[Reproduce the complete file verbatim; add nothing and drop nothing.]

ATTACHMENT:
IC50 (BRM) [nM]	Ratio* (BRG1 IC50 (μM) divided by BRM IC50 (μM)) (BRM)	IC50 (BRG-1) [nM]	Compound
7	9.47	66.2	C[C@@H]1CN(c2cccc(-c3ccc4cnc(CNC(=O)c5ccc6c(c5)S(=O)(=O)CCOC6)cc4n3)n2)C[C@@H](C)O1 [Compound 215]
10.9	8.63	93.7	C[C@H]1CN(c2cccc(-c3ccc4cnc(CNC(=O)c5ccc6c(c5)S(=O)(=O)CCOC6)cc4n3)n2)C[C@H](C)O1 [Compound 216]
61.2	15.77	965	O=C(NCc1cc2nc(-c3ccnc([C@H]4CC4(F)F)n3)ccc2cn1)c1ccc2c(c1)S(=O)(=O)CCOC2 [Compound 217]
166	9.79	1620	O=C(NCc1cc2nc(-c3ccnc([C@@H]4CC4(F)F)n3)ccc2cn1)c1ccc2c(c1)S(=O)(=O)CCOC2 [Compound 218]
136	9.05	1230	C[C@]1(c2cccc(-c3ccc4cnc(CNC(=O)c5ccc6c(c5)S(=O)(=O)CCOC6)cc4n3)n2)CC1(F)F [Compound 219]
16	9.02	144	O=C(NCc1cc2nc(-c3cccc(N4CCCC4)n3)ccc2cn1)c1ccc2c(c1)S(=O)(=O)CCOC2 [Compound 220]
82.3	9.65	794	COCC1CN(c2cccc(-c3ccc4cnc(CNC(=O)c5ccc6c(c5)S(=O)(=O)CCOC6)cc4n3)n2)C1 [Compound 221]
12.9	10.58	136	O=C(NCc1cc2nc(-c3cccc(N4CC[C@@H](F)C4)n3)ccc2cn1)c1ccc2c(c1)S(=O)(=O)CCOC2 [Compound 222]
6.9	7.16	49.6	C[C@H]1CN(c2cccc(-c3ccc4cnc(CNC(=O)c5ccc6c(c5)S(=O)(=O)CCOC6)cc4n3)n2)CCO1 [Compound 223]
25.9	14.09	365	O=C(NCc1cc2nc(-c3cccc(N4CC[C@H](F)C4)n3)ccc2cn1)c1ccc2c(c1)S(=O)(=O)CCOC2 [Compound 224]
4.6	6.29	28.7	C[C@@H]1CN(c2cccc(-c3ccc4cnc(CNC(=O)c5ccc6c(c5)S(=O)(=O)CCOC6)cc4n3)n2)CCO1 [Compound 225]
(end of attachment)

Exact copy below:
IC50 (BRM) [nM]	Ratio* (BRG1 IC50 (μM) divided by BRM IC50 (μM)) (BRM)	IC50 (BRG-1) [nM]	Compound
7	9.47	66.2	C[C@@H]1CN(c2cccc(-c3ccc4cnc(CNC(=O)c5ccc6c(c5)S(=O)(=O)CCOC6)cc4n3)n2)C[C@@H](C)O1 [Compound 215]
10.9	8.63	93.7	C[C@H]1CN(c2cccc(-c3ccc4cnc(CNC(=O)c5ccc6c(c5)S(=O)(=O)CCOC6)cc4n3)n2)C[C@H](C)O1 [Compound 216]
61.2	15.77	965	O=C(NCc1cc2nc(-c3ccnc([C@H]4CC4(F)F)n3)ccc2cn1)c1ccc2c(c1)S(=O)(=O)CCOC2 [Compound 217]
166	9.79	1620	O=C(NCc1cc2nc(-c3ccnc([C@@H]4CC4(F)F)n3)ccc2cn1)c1ccc2c(c1)S(=O)(=O)CCOC2 [Compound 218]
136	9.05	1230	C[C@]1(c2cccc(-c3ccc4cnc(CNC(=O)c5ccc6c(c5)S(=O)(=O)CCOC6)cc4n3)n2)CC1(F)F [Compound 219]
16	9.02	144	O=C(NCc1cc2nc(-c3cccc(N4CCCC4)n3)ccc2cn1)c1ccc2c(c1)S(=O)(=O)CCOC2 [Compound 220]
82.3	9.65	794	COCC1CN(c2cccc(-c3ccc4cnc(CNC(=O)c5ccc6c(c5)S(=O)(=O)CCOC6)cc4n3)n2)C1 [Compound 221]
12.9	10.58	136	O=C(NCc1cc2nc(-c3cccc(N4CC[C@@H](F)C4)n3)ccc2cn1)c1ccc2c(c1)S(=O)(=O)CCOC2 [Compound 222]
6.9	7.16	49.6	C[C@H]1CN(c2cccc(-c3ccc4cnc(CNC(=O)c5ccc6c(c5)S(=O)(=O)CCOC6)cc4n3)n2)CCO1 [Compound 223]
25.9	14.09	365	O=C(NCc1cc2nc(-c3cccc(N4CC[C@H](F)C4)n3)ccc2cn1)c1ccc2c(c1)S(=O)(=O)CCOC2 [Compound 224]
4.6	6.29	28.7	C[C@@H]1CN(c2cccc(-c3ccc4cnc(CNC(=O)c5ccc6c(c5)S(=O)(=O)CCOC6)cc4n3)n2)CCO1 [Compound 225]